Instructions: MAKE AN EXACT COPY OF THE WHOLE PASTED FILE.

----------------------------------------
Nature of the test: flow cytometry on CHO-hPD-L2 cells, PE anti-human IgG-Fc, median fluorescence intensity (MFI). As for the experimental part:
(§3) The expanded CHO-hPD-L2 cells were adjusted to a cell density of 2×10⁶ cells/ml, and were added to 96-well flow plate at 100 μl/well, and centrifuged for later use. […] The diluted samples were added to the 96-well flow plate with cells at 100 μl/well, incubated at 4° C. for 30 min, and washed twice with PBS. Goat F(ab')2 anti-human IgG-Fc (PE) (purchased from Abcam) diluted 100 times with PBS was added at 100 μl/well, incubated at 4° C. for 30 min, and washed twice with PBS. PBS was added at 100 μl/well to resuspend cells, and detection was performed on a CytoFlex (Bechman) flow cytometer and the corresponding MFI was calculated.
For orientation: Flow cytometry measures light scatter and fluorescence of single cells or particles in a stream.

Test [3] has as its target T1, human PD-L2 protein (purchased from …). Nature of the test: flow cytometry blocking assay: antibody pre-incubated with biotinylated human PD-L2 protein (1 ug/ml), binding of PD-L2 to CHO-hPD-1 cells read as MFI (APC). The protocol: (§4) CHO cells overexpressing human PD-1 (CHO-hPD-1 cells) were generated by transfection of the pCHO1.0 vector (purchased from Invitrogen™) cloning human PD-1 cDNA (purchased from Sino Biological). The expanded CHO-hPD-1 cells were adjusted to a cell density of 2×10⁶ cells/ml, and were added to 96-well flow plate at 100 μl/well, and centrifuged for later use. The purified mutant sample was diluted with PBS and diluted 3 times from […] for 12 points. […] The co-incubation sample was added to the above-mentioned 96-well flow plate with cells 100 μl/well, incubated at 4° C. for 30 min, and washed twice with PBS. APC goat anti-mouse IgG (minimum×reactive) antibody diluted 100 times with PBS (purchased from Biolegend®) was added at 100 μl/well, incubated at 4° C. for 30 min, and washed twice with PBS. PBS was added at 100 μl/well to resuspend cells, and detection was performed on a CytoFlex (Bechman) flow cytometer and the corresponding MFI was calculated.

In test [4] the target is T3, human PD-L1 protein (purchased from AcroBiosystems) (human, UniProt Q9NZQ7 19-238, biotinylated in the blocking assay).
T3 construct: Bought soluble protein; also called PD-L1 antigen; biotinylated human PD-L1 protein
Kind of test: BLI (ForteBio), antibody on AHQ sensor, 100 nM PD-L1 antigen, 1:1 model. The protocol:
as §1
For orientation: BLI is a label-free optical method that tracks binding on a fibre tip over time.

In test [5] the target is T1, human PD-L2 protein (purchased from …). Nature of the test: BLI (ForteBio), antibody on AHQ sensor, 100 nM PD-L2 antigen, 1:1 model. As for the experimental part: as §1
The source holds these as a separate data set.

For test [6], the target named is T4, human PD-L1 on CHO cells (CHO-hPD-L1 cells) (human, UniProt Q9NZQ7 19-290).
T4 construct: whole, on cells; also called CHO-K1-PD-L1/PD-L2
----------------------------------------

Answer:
Nature of the test: flow cytometry on CHO-hPD-L2 cells, PE anti-human IgG-Fc, median fluorescence intensity (MFI). As for the experimental part:
(§3) The expanded CHO-hPD-L2 cells were adjusted to a cell density of 2×10⁶ cells/ml, and were added to 96-well flow plate at 100 μl/well, and centrifuged for later use. […] The diluted samples were added to the 96-well flow plate with cells at 100 μl/well, incubated at 4° C. for 30 min, and washed twice with PBS. Goat F(ab')2 anti-human IgG-Fc (PE) (purchased from Abcam) diluted 100 times with PBS was added at 100 μl/well, incubated at 4° C. for 30 min, and washed twice with PBS. PBS was added at 100 μl/well to resuspend cells, and detection was performed on a CytoFlex (Bechman) flow cytometer and the corresponding MFI was calculated.
For orientation: Flow cytometry measures light scatter and fluorescence of single cells or particles in a stream.

Test [3] has as its target T1, human PD-L2 protein (purchased from …). Nature of the test: flow cytometry blocking assay: antibody pre-incubated with biotinylated human PD-L2 protein (1 ug/ml), binding of PD-L2 to CHO-hPD-1 cells read as MFI (APC). The protocol: (§4) CHO cells overexpressing human PD-1 (CHO-hPD-1 cells) were generated by transfection of the pCHO1.0 vector (purchased from Invitrogen™) cloning human PD-1 cDNA (purchased from Sino Biological). The expanded CHO-hPD-1 cells were adjusted to a cell density of 2×10⁶ cells/ml, and were added to 96-well flow plate at 100 μl/well, and centrifuged for later use. The purified mutant sample was diluted with PBS and diluted 3 times from […] for 12 points. […] The co-incubation sample was added to the above-mentioned 96-well flow plate with cells 100 μl/well, incubated at 4° C. for 30 min, and washed twice with PBS. APC goat anti-mouse IgG (minimum×reactive) antibody diluted 100 times with PBS (purchased from Biolegend®) was added at 100 μl/well, incubated at 4° C. for 30 min, and washed twice with PBS. PBS was added at 100 μl/well to resuspend cells, and detection was performed on a CytoFlex (Bechman) flow cytometer and the corresponding MFI was calculated.

In test [4] the target is T3, human PD-L1 protein (purchased from AcroBiosystems) (human, UniProt Q9NZQ7 19-238, biotinylated in the blocking assay).
T3 construct: Bought soluble protein; also called PD-L1 antigen; biotinylated human PD-L1 protein
Kind of test: BLI (ForteBio), antibody on AHQ sensor, 100 nM PD-L1 antigen, 1:1 model. The protocol:
as §1
For orientation: BLI is a label-free optical method that tracks binding on a fibre tip over time.

In test [5] the target is T1, human PD-L2 protein (purchased from …). Nature of the test: BLI (ForteBio), antibody on AHQ sensor, 100 nM PD-L2 antigen, 1:1 model. As for the experimental part: as §1
The source holds these as a separate data set.

For test [6], the target named is T4, human PD-L1 on CHO cells (CHO-hPD-L1 cells) (human, UniProt Q9NZQ7 19-290).
T4 construct: whole, on cells; also called CHO-K1-PD-L1/PD-L2